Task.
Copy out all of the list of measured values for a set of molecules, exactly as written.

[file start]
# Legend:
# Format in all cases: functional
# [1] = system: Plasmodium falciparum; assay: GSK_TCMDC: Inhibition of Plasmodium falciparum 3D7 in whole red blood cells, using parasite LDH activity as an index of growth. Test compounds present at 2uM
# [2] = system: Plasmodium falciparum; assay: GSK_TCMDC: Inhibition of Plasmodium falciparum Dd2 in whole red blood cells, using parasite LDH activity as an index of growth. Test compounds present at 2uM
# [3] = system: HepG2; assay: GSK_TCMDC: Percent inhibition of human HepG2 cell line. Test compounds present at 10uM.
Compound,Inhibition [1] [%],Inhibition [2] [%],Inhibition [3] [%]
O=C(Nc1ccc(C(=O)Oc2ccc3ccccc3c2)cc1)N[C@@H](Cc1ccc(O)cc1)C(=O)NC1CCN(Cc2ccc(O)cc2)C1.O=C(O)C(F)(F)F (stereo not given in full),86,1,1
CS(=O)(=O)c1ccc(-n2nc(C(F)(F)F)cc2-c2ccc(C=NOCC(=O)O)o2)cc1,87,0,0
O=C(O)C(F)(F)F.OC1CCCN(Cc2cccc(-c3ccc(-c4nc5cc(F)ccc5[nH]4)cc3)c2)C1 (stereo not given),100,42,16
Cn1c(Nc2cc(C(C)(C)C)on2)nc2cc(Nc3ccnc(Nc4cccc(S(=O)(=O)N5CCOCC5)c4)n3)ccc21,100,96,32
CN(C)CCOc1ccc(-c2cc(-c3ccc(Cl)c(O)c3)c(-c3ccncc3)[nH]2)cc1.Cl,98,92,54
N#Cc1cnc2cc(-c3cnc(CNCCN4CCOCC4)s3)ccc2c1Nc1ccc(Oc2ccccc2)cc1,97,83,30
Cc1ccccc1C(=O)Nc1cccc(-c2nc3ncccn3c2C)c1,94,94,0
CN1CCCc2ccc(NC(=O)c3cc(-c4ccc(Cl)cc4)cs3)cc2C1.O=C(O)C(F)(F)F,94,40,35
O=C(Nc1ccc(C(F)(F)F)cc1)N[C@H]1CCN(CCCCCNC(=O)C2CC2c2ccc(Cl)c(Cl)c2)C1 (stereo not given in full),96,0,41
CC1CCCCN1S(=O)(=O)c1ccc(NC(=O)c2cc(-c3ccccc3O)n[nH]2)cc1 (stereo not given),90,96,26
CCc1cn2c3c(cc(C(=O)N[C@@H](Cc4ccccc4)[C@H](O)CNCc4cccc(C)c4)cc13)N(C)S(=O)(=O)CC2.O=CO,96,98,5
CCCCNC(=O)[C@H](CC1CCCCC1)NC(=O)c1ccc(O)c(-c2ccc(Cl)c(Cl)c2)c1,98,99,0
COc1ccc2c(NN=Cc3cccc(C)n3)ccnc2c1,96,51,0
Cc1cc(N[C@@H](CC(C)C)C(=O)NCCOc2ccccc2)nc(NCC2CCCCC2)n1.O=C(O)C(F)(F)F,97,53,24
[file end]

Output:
# Legend:
# Format in all cases: functional
# [1] = system: Plasmodium falciparum; assay: GSK_TCMDC: Inhibition of Plasmodium falciparum 3D7 in whole red blood cells, using parasite LDH activity as an index of growth. Test compounds present at 2uM
# [2] = system: Plasmodium falciparum; assay: GSK_TCMDC: Inhibition of Plasmodium falciparum Dd2 in whole red blood cells, using parasite LDH activity as an index of growth. Test compounds present at 2uM
# [3] = system: HepG2; assay: GSK_TCMDC: Percent inhibition of human HepG2 cell line. Test compounds present at 10uM.
Compound,Inhibition [1] [%],Inhibition [2] [%],Inhibition [3] [%]
O=C(Nc1ccc(C(=O)Oc2ccc3ccccc3c2)cc1)N[C@@H](Cc1ccc(O)cc1)C(=O)NC1CCN(Cc2ccc(O)cc2)C1.O=C(O)C(F)(F)F (stereo not given in full),86,1,1
CS(=O)(=O)c1ccc(-n2nc(C(F)(F)F)cc2-c2ccc(C=NOCC(=O)O)o2)cc1,87,0,0
O=C(O)C(F)(F)F.OC1CCCN(Cc2cccc(-c3ccc(-c4nc5cc(F)ccc5[nH]4)cc3)c2)C1 (stereo not given),100,42,16
Cn1c(Nc2cc(C(C)(C)C)on2)nc2cc(Nc3ccnc(Nc4cccc(S(=O)(=O)N5CCOCC5)c4)n3)ccc21,100,96,32
CN(C)CCOc1ccc(-c2cc(-c3ccc(Cl)c(O)c3)c(-c3ccncc3)[nH]2)cc1.Cl,98,92,54
N#Cc1cnc2cc(-c3cnc(CNCCN4CCOCC4)s3)ccc2c1Nc1ccc(Oc2ccccc2)cc1,97,83,30
Cc1ccccc1C(=O)Nc1cccc(-c2nc3ncccn3c2C)c1,94,94,0
CN1CCCc2ccc(NC(=O)c3cc(-c4ccc(Cl)cc4)cs3)cc2C1.O=C(O)C(F)(F)F,94,40,35
O=C(Nc1ccc(C(F)(F)F)cc1)N[C@H]1CCN(CCCCCNC(=O)C2CC2c2ccc(Cl)c(Cl)c2)C1 (stereo not given in full),96,0,41
CC1CCCCN1S(=O)(=O)c1ccc(NC(=O)c2cc(-c3ccccc3O)n[nH]2)cc1 (stereo not given),90,96,26
CCc1cn2c3c(cc(C(=O)N[C@@H](Cc4ccccc4)[C@H](O)CNCc4cccc(C)c4)cc13)N(C)S(=O)(=O)CC2.O=CO,96,98,5
CCCCNC(=O)[C@H](CC1CCCCC1)NC(=O)c1ccc(O)c(-c2ccc(Cl)c(Cl)c2)c1,98,99,0
COc1ccc2c(NN=Cc3cccc(C)n3)ccnc2c1,96,51,0
Cc1cc(N[C@@H](CC(C)C)C(=O)NCCOc2ccccc2)nc(NCC2CCCCC2)n1.O=C(O)C(F)(F)F,97,53,24